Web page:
Kilarney, Little Current and North Channel

July 14-15, 2016  – We are delayed getting this out (it’s August 5), after finally headed home for a few weeks before we return to the boat.    With some good ol’ Time Warner internet service, we can finally get the blog updated to present day!

We departed Five Fathoms for a quick 60 mile trip to Kilarney at the Eastern edge of the North Channel.   The Channel is on the northern side of Lake Huron, about 80 miles long and 20 miles wide.    Kilarney and Little Current are the most well known towns in this otherwise forested area.     We spent a night in Kilarney, and a few hours in Little Current.    Kilarney is on a small channel that connects Georgian Bay to North Channel, and is mainly a boating town.     Of course, there is the requisite fish and chips (Herbert’s World Famous, for those keeping track of such things!).   There was even a movie night that the marina projected onto a screen across the channel from the boat.  Pretty interesting!   Our dock hand was from the Bahamas, and working his way through engineering school in Canada.    Like us, he had no interest in being there during the winter months, but agreed it was beautiful in the summer.

Leaving Kilarney we headed to Baie Fine, maybe 20 miles away, which is a fjord carved by the glaciers.   This is apparently one of the most beautiful fjords in Canada, and one of the largest freshwater fjords in the world.    About 10 miles long, it had absolutely clear water, and some good size mountains on each side, with much exposed quartz rock and cliffs. Having said that, we actually expected something with much more grandeur, but nonetheless it was some spectacular scenery.   This time, even though there were some narrow, shallow channels with a circuitous route to follow up the fjord, we managed to avoid any new prop strikes – way more vigilant navigators now!

From Baie Fine we headed to Little Current.    Little Current was quite a bit bigger than the name implies, and was bustling with a number of marinas and crowded with boats.    It’s so called because the current there can be quite tricky and run several miles per hour.     There was a rendezvous of PDQ brand catamarans ( a popular looper boat) taking place, and once again we saw some folks that we met in Norfolk and had actually toured their boat there.    The downtown area was nice, with shops and such on main street.  Lots of history and nicknacks, along with First Nations craft work (maybe not politically correct, but by explanation, people of First Nation’s ancestry in Canada are Native Americans in the US).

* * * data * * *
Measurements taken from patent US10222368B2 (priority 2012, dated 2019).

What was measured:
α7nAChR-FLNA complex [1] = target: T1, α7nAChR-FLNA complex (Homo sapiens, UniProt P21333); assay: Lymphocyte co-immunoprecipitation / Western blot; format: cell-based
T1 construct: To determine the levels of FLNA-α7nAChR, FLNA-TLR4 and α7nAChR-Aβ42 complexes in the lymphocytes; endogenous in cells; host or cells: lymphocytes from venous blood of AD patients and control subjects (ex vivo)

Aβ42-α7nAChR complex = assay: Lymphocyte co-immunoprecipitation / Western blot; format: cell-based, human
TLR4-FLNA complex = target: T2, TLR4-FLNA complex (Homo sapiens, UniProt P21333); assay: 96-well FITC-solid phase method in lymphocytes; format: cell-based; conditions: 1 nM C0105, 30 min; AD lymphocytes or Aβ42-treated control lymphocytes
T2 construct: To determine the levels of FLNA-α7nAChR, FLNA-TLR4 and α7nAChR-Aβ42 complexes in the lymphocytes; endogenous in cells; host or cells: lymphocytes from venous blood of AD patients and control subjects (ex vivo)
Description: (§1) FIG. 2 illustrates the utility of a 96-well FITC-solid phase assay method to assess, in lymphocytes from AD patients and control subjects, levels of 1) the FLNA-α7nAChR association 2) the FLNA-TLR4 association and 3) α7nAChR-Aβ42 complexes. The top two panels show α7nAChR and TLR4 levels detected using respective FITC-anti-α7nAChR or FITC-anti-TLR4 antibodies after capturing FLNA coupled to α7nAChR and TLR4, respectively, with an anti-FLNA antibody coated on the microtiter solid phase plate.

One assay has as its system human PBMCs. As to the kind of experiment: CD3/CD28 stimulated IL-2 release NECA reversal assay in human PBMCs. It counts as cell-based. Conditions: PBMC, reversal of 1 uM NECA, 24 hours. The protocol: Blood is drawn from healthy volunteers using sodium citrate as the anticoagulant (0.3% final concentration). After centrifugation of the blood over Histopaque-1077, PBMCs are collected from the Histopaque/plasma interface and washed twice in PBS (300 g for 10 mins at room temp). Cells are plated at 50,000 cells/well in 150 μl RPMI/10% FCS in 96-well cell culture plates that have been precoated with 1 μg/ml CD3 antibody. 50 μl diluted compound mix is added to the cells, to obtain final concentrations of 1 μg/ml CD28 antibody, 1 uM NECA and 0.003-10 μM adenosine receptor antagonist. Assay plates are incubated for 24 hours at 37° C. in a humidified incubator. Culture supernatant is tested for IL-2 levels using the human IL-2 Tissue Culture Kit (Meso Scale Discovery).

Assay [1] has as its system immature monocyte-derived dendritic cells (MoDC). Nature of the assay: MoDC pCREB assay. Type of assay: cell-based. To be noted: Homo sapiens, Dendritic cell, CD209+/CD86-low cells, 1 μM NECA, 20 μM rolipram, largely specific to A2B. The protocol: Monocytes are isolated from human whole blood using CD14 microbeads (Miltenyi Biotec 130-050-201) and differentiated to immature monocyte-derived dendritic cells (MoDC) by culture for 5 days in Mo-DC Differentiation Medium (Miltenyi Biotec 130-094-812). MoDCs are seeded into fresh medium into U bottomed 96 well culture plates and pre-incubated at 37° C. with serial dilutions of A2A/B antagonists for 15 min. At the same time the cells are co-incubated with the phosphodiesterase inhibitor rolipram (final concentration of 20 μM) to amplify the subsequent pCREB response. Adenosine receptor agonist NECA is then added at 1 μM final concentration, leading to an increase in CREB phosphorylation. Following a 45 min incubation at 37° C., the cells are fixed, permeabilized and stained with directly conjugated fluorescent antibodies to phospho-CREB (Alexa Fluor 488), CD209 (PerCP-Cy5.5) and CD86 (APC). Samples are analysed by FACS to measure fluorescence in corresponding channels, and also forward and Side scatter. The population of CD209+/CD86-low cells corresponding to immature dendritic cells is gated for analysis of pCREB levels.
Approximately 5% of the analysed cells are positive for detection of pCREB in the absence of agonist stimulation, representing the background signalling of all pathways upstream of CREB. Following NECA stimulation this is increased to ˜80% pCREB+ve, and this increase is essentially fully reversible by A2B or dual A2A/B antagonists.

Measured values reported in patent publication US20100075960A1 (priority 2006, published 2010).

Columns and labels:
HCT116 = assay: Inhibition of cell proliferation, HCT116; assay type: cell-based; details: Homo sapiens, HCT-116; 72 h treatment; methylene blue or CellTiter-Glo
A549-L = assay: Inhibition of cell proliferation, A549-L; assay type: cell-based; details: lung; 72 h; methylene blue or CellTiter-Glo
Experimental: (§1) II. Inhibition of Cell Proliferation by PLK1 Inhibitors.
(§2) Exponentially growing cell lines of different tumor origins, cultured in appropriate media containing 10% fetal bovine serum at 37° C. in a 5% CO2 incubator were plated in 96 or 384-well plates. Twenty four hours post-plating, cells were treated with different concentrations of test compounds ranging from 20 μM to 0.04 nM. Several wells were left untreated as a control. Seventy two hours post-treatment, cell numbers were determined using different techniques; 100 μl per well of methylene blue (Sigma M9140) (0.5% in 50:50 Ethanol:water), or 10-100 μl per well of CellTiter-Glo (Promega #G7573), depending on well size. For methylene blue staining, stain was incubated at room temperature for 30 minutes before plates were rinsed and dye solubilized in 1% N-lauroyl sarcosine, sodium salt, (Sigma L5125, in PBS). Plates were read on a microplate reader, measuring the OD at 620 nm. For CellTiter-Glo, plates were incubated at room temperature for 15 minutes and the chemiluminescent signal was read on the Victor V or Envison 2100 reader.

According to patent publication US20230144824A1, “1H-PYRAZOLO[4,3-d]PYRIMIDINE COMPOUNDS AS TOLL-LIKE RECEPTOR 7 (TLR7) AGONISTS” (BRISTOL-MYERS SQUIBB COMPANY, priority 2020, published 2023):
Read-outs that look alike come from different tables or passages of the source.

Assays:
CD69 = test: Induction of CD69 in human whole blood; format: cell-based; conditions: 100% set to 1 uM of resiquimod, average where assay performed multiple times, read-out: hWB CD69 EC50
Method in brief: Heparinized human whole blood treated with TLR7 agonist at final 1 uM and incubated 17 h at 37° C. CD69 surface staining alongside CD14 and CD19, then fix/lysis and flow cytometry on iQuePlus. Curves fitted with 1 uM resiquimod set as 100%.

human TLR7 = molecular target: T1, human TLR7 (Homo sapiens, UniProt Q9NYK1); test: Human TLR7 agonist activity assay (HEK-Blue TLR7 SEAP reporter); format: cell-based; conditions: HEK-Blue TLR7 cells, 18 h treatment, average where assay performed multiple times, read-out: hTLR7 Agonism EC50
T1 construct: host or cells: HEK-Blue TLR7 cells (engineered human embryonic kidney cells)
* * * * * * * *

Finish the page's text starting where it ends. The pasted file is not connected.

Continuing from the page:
It was a bit windy leaving Little Current……then the weather got rough for real!    The long draw of the North Channel funnels wind blowing west to east, and we hit some of the biggest waves of the trip (see the video below – and no, these weren’t the biggest waves we saw).


We were hoping to make it about 40 miles west, but sanity dictated that we take a quick detour to Kagawog, a town that is mostly deserted in winter (only 20 or so folks remain), but had a town dock and was protected since it was located at the southern tip of Mudge Bay – you just can’t make these names up, eh!.   In Kagawog, we took a hike to a local waterfall, and wandered around a bit.  The townsfolk were nice and very happy to see us (I don’t think they get too many transient type boaters there).   Donna, Kelly and Brian once again made a great feast on the boat for dinner, and the day ended pretty well!

After the big blow, we left the next day headed to Mackinaw Island, back in the good ol’ US of A.   It was rough to start out, and we actually took a time out to get fuel and a break from the weather, meeting up with a couple of other boaters doing the same thing at the tiny town we stopped at.   All of us departed after and hour or so, and as the weather cleared up, we made it to Mackinaw without drama!


Categories: Uncategorized

Leave a Reply

Fill in your details below or click an icon to log in: Logo

You are commenting using your account. Log Out /  Change )

Facebook photo

You are commenting using your Facebook account. Log Out /  Change )

Connecting to %s

%d bloggers like this: